By Raymond Furness
With their complex textures, rich harmonies and elaborate use of leitmotifs, the operas of Richard Wagner remain some of the most influential – and contentious – in the history of the genre. But while Wagner won enormous renown for what he achieved on the stage, his life was marked by political exile, turbulent love affairs, and intermittent poverty. Because Wagner and his music are exceedingly intertwined with the great upheavals of his time, it is difficult to produce an impartial assessment of his work.
Published in the bicentennial of his birth, Raymond Furness’s Richard Wagner provides a clear and balanced view of both Wagner’s great successes and the controversies generated by his life and art.
Using Wagner’s wide-ranging engagement with Germanic mythology and folk traditions as a starting point, this book explores the composer’s music and prose writings, delving deeply into Wagner’s essential operas, such as The Ring and Tristan and Isolde, and offering new insights. Because the great operatic pieces often overshadow the rest of Wagner’s compositions, Furness also considers neglected fragments like Wieland the Smith, The Mines at Falun and The Visitors, producing a more rounded critical picture of the composer.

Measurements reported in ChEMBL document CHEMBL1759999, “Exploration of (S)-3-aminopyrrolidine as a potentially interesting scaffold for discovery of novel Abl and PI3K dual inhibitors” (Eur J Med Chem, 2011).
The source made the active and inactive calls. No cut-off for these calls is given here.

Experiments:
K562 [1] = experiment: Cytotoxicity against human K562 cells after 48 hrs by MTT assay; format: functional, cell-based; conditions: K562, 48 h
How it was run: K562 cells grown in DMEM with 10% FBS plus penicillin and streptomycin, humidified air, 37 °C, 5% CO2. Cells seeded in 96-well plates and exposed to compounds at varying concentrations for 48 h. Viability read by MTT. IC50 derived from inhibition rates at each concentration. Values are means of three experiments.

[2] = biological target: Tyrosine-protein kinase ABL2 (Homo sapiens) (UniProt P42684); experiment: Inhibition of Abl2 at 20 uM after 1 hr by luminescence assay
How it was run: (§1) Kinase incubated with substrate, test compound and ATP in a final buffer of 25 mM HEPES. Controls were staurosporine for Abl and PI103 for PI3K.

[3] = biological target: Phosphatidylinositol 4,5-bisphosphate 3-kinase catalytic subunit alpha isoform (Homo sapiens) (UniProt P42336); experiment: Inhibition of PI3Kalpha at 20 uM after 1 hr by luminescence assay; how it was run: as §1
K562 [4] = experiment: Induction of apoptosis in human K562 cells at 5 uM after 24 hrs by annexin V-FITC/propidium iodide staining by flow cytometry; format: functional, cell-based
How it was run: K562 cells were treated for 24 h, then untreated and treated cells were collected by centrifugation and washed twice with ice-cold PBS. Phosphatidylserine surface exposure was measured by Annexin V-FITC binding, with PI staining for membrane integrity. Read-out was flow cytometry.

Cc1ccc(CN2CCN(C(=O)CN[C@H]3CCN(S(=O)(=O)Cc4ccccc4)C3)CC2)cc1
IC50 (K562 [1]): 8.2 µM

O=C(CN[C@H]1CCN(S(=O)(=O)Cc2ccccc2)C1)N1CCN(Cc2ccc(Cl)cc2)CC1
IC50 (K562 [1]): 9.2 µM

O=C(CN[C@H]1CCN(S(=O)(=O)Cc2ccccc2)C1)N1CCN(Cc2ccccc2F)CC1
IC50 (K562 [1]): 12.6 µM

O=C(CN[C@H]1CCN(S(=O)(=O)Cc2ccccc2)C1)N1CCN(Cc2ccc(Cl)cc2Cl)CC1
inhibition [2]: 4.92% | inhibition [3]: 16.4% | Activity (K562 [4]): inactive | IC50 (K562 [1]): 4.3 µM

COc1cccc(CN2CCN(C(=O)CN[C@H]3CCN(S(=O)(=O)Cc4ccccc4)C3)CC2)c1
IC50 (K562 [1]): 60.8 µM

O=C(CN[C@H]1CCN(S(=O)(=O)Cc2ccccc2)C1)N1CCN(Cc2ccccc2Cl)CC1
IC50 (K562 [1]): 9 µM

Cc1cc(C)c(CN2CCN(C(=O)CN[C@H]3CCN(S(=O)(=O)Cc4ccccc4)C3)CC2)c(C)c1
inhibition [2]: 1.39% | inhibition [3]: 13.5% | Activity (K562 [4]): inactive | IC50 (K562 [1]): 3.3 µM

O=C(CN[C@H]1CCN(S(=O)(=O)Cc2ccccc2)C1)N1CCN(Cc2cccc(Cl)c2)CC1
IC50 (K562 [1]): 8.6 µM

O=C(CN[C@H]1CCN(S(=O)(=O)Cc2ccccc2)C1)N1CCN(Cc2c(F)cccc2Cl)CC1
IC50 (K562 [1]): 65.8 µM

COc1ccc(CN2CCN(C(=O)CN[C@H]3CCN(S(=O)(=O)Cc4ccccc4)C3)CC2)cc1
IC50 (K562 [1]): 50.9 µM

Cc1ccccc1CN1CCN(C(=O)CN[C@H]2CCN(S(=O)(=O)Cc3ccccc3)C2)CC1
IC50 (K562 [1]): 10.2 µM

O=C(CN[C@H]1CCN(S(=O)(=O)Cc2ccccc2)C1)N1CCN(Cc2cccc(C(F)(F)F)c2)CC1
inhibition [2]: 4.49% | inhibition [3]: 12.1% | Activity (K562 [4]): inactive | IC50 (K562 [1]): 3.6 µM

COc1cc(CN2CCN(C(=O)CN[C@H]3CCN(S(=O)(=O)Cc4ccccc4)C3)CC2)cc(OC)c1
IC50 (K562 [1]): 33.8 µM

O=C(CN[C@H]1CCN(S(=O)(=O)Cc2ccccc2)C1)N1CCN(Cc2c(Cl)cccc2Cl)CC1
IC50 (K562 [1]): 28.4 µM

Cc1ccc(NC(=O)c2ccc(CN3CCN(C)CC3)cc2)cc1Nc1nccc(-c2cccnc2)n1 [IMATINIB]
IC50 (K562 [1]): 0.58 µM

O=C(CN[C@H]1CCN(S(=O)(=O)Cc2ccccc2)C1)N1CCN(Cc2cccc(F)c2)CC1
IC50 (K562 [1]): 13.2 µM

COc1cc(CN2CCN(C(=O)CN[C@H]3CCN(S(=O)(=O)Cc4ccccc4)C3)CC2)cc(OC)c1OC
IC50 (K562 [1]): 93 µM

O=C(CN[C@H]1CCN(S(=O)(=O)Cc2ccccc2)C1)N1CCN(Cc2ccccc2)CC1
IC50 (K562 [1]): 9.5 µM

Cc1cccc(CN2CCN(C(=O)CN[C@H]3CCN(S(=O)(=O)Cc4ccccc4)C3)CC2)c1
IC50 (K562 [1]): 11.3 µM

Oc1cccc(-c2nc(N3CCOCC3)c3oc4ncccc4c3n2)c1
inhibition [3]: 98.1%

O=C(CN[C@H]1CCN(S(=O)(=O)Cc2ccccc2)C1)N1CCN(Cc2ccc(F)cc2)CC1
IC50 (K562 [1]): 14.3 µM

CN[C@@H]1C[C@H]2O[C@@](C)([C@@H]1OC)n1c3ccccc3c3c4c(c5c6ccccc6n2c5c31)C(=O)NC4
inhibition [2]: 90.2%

With up-to-date dissections of recent Bayreuth productions and a refreshingly uncluttered approach to a much-misunderstood life, this book is a rewarding investigation of a true titan of European music.
Critical Lives/ Reaktion Books, 2013
5 x 0.7 x 8 inches